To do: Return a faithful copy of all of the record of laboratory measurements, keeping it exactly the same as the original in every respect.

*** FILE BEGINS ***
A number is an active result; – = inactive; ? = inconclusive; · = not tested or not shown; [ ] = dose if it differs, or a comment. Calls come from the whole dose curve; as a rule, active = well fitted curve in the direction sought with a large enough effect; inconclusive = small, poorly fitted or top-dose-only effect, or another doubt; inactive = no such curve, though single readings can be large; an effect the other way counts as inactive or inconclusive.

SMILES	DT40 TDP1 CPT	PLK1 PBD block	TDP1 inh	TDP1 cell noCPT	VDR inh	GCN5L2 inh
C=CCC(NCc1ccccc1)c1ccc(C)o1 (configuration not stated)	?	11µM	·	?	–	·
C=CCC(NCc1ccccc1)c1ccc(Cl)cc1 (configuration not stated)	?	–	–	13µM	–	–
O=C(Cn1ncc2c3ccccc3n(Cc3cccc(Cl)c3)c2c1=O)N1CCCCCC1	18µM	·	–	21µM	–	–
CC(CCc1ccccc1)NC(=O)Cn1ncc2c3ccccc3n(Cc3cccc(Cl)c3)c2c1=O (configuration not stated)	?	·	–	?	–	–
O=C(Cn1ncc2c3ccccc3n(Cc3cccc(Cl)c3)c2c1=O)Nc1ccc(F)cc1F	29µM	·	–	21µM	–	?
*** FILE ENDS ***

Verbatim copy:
A number is an active result; – = inactive; ? = inconclusive; · = not tested or not shown; [ ] = dose if it differs, or a comment. Calls come from the whole dose curve; as a rule, active = well fitted curve in the direction sought with a large enough effect; inconclusive = small, poorly fitted or top-dose-only effect, or another doubt; inactive = no such curve, though single readings can be large; an effect the other way counts as inactive or inconclusive.

SMILES	DT40 TDP1 CPT	PLK1 PBD block	TDP1 inh	TDP1 cell noCPT	VDR inh	GCN5L2 inh
C=CCC(NCc1ccccc1)c1ccc(C)o1 (configuration not stated)	?	11µM	·	?	–	·
C=CCC(NCc1ccccc1)c1ccc(Cl)cc1 (configuration not stated)	?	–	–	13µM	–	–
O=C(Cn1ncc2c3ccccc3n(Cc3cccc(Cl)c3)c2c1=O)N1CCCCCC1	18µM	·	–	21µM	–	–
CC(CCc1ccccc1)NC(=O)Cn1ncc2c3ccccc3n(Cc3cccc(Cl)c3)c2c1=O (configuration not stated)	?	·	–	?	–	–
O=C(Cn1ncc2c3ccccc3n(Cc3cccc(Cl)c3)c2c1=O)Nc1ccc(F)cc1F	29µM	·	–	21µM	–	?